Action, Lights
Issue: Volume 40 Issue 4: (Jul/Aug 2017)

Action, Lights

In Cars 3, Disney/Pixar’s third film in the popular series, Director Brian Fee sends Lightening McQueen to training school to recapture his edge, races him in an unexpected demolition derby, and in the film’s climax, wheels him into a dramatic race against his new nemesis, Storm. There is also one major road trip in the film that takes Lightening McQueen back to the past.

But this film is all about the future. The future for racing legend Lightening McQueen, and of lighting and effects at Pixar.

This is the second film at Pixar to use the new path-tracing software RenderMan RIS. Director of Photography for Lighting Kim White led a team in the neighborhood of 45 to 50 lighting  artists who lit the fast-moving, colorful film in eight and a half months. Visual Effects Supervisor Jon Reisch led the team of effects artists who applied RIS to volumes of dust and mud.

Finding Dory was the first film at Pixar to use RIS, and we learned from what the crew on Dory did,” says White. “We learned from things they didn’t expect. We saw things they had done and standardized them. We learned about things they couldn’t solve and maybe fixed that.

 “But, they were underwater,” she adds. “They didn’t have shiny cars.”

The path-tracer gave Cars 3 a different look than the previous Cars features, which relied on Pixar’s Reyes software.

“In the past, we would have had to cheat the reflections,” White says. “Now, the lights behave like real lights. We had real reflections. There are certain shots I’ve seen a bazillion times where I see Sally and McQueen reflected in each other’s paint, and I still love watching for it. Before, that would have been a big deal, but we didn’t even have to worry about it.”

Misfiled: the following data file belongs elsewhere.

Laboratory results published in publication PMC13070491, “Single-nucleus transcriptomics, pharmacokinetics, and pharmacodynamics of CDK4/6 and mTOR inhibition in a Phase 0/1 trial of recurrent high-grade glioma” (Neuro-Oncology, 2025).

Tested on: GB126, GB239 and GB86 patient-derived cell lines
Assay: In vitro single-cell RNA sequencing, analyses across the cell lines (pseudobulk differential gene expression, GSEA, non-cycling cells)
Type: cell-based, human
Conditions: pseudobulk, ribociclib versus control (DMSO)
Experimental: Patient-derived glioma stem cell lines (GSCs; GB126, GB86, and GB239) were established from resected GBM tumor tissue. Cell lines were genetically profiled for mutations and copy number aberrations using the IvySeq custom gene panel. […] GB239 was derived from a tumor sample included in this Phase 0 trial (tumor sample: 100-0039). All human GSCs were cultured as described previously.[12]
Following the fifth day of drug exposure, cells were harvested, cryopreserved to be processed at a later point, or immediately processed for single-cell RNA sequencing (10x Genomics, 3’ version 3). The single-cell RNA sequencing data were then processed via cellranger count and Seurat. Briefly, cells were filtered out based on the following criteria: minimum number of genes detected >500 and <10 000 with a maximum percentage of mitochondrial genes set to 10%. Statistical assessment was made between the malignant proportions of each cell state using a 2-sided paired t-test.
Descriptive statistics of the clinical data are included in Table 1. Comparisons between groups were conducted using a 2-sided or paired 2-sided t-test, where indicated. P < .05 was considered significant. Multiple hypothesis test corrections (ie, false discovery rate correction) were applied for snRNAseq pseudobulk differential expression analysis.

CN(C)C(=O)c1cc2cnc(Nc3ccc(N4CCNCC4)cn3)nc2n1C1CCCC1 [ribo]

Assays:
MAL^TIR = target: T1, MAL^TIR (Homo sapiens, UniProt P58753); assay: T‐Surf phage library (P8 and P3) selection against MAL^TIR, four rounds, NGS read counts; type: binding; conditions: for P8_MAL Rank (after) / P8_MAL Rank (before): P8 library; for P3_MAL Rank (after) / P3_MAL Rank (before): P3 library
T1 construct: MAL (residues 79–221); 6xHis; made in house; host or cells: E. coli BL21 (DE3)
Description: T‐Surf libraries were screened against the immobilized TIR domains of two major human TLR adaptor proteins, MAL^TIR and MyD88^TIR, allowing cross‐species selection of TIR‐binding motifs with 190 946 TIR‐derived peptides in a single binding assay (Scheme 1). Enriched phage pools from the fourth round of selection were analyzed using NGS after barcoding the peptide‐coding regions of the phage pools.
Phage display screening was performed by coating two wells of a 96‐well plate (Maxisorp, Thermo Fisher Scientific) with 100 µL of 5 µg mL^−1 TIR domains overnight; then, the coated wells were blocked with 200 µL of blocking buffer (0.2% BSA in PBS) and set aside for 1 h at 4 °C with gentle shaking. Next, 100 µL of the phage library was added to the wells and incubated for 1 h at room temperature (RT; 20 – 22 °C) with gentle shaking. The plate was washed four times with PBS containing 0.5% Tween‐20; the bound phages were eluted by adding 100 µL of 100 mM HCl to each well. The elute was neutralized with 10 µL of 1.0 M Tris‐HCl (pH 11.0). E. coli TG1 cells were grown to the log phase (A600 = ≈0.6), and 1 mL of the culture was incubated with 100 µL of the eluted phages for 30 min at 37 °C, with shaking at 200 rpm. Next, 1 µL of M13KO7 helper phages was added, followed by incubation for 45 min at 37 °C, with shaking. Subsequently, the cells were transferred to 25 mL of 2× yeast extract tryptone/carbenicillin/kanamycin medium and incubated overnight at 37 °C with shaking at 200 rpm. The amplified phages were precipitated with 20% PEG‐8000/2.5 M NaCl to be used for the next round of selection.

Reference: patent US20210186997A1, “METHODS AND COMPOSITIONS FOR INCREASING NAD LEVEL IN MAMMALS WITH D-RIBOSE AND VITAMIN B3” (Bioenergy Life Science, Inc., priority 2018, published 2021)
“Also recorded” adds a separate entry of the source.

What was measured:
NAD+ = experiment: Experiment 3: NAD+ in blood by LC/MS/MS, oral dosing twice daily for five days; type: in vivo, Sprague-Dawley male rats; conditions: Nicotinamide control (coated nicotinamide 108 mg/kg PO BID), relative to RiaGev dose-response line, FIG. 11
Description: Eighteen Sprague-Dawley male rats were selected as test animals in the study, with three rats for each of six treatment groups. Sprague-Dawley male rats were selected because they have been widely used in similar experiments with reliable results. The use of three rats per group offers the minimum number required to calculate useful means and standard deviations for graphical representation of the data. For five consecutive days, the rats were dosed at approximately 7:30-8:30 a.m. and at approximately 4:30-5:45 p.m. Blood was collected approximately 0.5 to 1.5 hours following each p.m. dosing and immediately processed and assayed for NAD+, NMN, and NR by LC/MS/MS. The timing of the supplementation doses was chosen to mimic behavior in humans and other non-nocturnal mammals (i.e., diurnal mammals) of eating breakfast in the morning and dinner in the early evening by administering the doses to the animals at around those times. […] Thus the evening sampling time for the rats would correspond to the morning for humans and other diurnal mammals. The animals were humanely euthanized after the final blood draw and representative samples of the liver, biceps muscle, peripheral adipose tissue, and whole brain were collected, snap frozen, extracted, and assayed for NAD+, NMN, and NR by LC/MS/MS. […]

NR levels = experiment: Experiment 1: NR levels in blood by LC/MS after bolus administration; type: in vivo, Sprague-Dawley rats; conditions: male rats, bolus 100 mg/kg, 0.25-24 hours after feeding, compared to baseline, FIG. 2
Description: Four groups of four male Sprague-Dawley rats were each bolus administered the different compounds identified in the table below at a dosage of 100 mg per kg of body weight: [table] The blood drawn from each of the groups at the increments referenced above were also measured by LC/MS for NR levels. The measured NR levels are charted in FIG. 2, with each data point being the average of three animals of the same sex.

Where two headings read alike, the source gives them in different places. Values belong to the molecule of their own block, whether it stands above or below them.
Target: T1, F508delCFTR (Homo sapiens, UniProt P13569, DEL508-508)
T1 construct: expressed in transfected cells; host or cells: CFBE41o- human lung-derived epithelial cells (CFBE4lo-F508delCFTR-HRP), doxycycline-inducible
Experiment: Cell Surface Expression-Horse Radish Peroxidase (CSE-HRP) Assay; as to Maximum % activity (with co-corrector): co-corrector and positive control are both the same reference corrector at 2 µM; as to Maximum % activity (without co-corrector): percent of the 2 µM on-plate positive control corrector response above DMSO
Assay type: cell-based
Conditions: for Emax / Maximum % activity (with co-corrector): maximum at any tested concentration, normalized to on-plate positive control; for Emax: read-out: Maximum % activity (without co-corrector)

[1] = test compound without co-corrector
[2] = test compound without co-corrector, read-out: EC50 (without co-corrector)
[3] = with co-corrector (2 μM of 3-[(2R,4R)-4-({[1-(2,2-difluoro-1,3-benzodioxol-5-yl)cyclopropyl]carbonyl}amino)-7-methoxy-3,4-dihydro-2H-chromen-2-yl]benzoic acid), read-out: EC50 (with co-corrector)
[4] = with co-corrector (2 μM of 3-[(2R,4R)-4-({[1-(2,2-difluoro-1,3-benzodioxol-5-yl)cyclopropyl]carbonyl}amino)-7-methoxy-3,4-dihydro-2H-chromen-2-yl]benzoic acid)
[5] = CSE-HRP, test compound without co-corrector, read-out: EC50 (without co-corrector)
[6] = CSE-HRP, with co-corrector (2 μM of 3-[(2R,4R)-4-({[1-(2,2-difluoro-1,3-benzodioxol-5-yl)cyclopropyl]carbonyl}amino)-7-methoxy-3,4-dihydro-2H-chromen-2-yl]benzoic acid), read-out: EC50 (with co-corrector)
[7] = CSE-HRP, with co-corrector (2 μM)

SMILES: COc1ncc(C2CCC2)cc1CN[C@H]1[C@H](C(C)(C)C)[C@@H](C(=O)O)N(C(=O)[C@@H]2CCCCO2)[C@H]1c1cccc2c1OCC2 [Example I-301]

But, the other side of not having to cheat is that it was difficult to cheat when they wanted to. “The good news is that most of the time the lighting worked fine, but when we needed to cheat something, it was a challenge,” White says. “A different challenge than in the past. We had more hoops to jump.”

For example, reflections sometimes landed in awkward places on the characters’ faces, and the artists wanted to keep the reflections off the characters’ eyes, in particular. Thus, iris and eye highlights were hand placed; they didn’t come from lights on the set.

“If one character is talking to another, it’s cool to see the reflections on the car paint, but on the eyes it’s distracting,” White says.

The crew ran tests before making that decision, one in which McQueen talks to Mater via the Cars 3 version of FaceTime or Skype.

“We saw this weird square reflection on McQueen’s eyes,” White says. “We decided, OK, let’s not do that.”

To manage the overall look, the team set up standards inside shaders to have consistency for the way in which shaders and lights worked together.

“Radiance bouncing off objects would behave the same no matter which object it bounced from,” White says. “We standardized the way lighting would play off a glancing angle… things like that to keep everything feeling like it was in the same world. In shading, they kept the materials predictable; they know how much light energy bounces back from materials, the albedo or reflectivity.”

With RIS, once the lights were set, the artists could see images that looked nearly final even in first renderings. This was so different from working with the earlier renderer that the artists needed to re-think what to do next.

“There was a little learning curve,” White says. “I was used to coming from a place where nothing was for free, so seeing stuff come in that we would have had to toil to get was interesting. We’d see McQueen in the set and he’d look good, but we’d see a reflection we wouldn’t have gotten before. In the old world, we’d cheat that. But now, we might decide to leave it and see if it works. We had to learn when to leave something alone and when to push it.”

If they decided to push the image, they might add a rim light, or brighten an area for shaping, or shift the color. Or, use animation to help.

“The character Storm required a little work,” White says. “That dark snout points down, so we’d lose the line of his mouth and would have to shine more lights to bring in his lips. And sometimes, we’d use animation to get the anisotropic feeling right on the side.”